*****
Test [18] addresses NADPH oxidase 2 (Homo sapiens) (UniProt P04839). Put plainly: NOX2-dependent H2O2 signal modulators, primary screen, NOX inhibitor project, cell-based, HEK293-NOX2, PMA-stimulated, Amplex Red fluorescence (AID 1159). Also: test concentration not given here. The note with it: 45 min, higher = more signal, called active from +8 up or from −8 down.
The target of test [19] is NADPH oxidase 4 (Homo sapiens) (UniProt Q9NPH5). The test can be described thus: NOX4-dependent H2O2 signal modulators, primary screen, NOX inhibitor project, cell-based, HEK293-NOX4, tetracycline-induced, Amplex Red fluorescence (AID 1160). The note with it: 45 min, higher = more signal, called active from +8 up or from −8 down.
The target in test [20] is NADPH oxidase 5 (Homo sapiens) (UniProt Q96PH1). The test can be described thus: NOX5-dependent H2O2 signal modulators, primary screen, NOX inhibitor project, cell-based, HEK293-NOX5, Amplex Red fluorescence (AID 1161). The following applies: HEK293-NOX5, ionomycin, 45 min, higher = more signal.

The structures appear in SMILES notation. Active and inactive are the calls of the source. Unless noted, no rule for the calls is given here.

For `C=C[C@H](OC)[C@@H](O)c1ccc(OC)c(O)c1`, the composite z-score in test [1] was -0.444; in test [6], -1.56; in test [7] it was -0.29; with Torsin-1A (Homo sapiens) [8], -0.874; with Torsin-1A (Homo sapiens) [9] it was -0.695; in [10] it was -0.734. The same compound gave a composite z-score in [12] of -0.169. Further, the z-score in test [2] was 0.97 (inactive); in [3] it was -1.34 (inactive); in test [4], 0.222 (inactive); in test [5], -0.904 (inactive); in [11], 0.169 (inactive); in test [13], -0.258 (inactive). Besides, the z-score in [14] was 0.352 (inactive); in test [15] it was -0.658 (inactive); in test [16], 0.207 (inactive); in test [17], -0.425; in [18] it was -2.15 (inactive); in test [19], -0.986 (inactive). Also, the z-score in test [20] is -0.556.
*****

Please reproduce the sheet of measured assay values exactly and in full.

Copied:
Test [18] addresses NADPH oxidase 2 (Homo sapiens) (UniProt P04839). Put plainly: NOX2-dependent H2O2 signal modulators, primary screen, NOX inhibitor project, cell-based, HEK293-NOX2, PMA-stimulated, Amplex Red fluorescence (AID 1159). Also: test concentration not given here. The note with it: 45 min, higher = more signal, called active from +8 up or from −8 down.
The target of test [19] is NADPH oxidase 4 (Homo sapiens) (UniProt Q9NPH5). The test can be described thus: NOX4-dependent H2O2 signal modulators, primary screen, NOX inhibitor project, cell-based, HEK293-NOX4, tetracycline-induced, Amplex Red fluorescence (AID 1160). The note with it: 45 min, higher = more signal, called active from +8 up or from −8 down.
The target in test [20] is NADPH oxidase 5 (Homo sapiens) (UniProt Q96PH1). The test can be described thus: NOX5-dependent H2O2 signal modulators, primary screen, NOX inhibitor project, cell-based, HEK293-NOX5, Amplex Red fluorescence (AID 1161). The following applies: HEK293-NOX5, ionomycin, 45 min, higher = more signal.

The structures appear in SMILES notation. Active and inactive are the calls of the source. Unless noted, no rule for the calls is given here.

For `C=C[C@H](OC)[C@@H](O)c1ccc(OC)c(O)c1`, the composite z-score in test [1] was -0.444; in test [6], -1.56; in test [7] it was -0.29; with Torsin-1A (Homo sapiens) [8], -0.874; with Torsin-1A (Homo sapiens) [9] it was -0.695; in [10] it was -0.734. The same compound gave a composite z-score in [12] of -0.169. Further, the z-score in test [2] was 0.97 (inactive); in [3] it was -1.34 (inactive); in test [4], 0.222 (inactive); in test [5], -0.904 (inactive); in [11], 0.169 (inactive); in test [13], -0.258 (inactive). Besides, the z-score in [14] was 0.352 (inactive); in test [15] it was -0.658 (inactive); in test [16], 0.207 (inactive); in test [17], -0.425; in [18] it was -2.15 (inactive); in test [19], -0.986 (inactive). Also, the z-score in test [20] is -0.556.